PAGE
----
I had heard so much about the game Sequence that I was considering putting it on our Christmas list. Then I saw it in one of my favorite second-hand shops–and I snapped it up right away. It was missing one deck of cards but we didn’t mind–that’s an easy fix.
We played a round and I realized that we had actually played a similar game with a wooden board and pegs–same concept but much more cumbersome.
Sequence can be played with two or three players or in teams in multiples of two or three up to 12 players. If there are one to three players, everyone plays on their own. For four players there are 2 teams of 2. For six players, two teams of three. Eight players are two teams of four. Next if you have nine players you have three teams of three. Ten payers are two teams of five. Last, 12 players are three teams of three.
The Object of the Game
The object of the game is pretty simple: get five tokens in a row (a sequence) or 2 five token lines (2 sequences) depending on the number of players. Sequences can be horizontal, vertical or diagonal. A token can be used in more than one Sequence at a time.
There are four special spaces on the Sequence board. The four corners are considered wild. They can be used by multiple teams at the same time. A token is not used to claim.
Deciding Who Goes First
A member from each team cuts the deck. The team with the lowest number deals and the team with the highest number plays first.
How many cards each player gets depends on how many players are playing.
2 players = seven cards.
3 or 4 players = six cards.
6 players = five cards.
8 players = four cards.
10 players = three cards.
12 players = three cards.
Players sit around the Sequence game board in an alternating pattern with tokens in front of them.
A player looks at his hand and chooses a spot on the Sequence game board that matches. There are two of each card on the board in different places. The player chooses the one that is most strategic and places one of his tokens on that place on the board. Then, he discards the card form his hand and picks a card from the draw pile. If you forget to pick up a card, then you are down a card for the rest of the game. If both spaces of a card that you have in your hand are taken, you say “dead card” and discard and draw a new card. You can only do this once per turn.
A one eyed Jack card allows you to remove any token on the board except for a token that is already in a completed Sequence.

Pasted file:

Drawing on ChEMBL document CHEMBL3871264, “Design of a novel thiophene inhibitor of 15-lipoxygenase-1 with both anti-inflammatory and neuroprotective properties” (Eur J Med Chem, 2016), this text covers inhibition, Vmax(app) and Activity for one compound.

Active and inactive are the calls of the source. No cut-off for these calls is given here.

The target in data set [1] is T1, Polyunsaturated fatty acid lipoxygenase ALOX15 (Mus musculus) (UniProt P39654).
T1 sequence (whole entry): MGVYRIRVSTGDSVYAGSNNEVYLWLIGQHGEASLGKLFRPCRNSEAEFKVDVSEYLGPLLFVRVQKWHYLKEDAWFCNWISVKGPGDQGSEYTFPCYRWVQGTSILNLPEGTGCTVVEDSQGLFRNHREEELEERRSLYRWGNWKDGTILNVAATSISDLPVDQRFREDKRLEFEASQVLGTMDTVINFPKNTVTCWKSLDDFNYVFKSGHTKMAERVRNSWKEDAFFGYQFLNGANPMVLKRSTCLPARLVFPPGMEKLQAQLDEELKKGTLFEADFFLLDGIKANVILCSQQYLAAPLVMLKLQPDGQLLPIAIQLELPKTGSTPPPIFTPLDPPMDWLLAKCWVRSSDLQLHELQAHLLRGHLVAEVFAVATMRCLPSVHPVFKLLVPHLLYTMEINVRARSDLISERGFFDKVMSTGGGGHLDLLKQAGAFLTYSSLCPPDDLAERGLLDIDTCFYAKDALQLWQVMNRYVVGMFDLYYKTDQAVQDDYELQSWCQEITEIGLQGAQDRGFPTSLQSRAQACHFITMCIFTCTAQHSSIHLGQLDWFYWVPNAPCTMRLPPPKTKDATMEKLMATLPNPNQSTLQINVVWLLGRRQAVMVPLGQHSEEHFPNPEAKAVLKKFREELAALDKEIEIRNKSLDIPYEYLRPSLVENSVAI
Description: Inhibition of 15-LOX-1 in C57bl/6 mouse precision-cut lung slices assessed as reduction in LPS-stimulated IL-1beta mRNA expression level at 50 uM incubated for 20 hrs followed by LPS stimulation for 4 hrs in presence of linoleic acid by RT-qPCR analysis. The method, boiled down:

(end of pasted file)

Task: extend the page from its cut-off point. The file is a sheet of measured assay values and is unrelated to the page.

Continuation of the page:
A two eyed Jack card is wild and allows you to place a token on any unoccupied space on the game board.
There is absolutely no table talk amongst team members. If a team is found to be guilty of table talk, sharing info about cards they have or what space they should play, every member of the team loses a card in their hand for the remainder of the game.
If there are two players or two teams, then you need 2 Sequences to win. On the other hand, if there are three players or three teams, only one Sequence is needed to win.
What we Liked
The rules are simple enough for everyone to play. The first time we played on the wooden board, I believe our youngest was five and she played with little trouble. There were a few random placements of tokens that made it interesting.
The flexible number of players is a really nice feature. We have played with two, three and two teams. It feels like a different game when you play in pairs than when you play individually. We prefer at least four players but love that we can play when someone is missing.
The game length is pretty good–long enough to play just once but short enough to play a couple of times in a row for an afternoon or game night.
What we Didn’t Like
The only complaint we have with this game is that it’s sometimes hard to find both cards on the board, making some turns take a long time.
Sequence is a great family game. The box age says seven and up. I would agree with that age, although younger kids can play too. This classic family game has seen many forms–jumbo size, travel, dice, even dogs and has obviously inspired others to produce similar games. I can see why; with it’s simple to follow rules, easy strategy that can be simple or more complex, and the multiplayer options, this family board game is a keeper and well worth being on our Christmas list and one for sure for our Family Game Shelf.
Pros: easy to play, multiplayer options, great for the whole family
Cons: adults might tire of it after a few too many rounds
Mom: strategy, critical thinking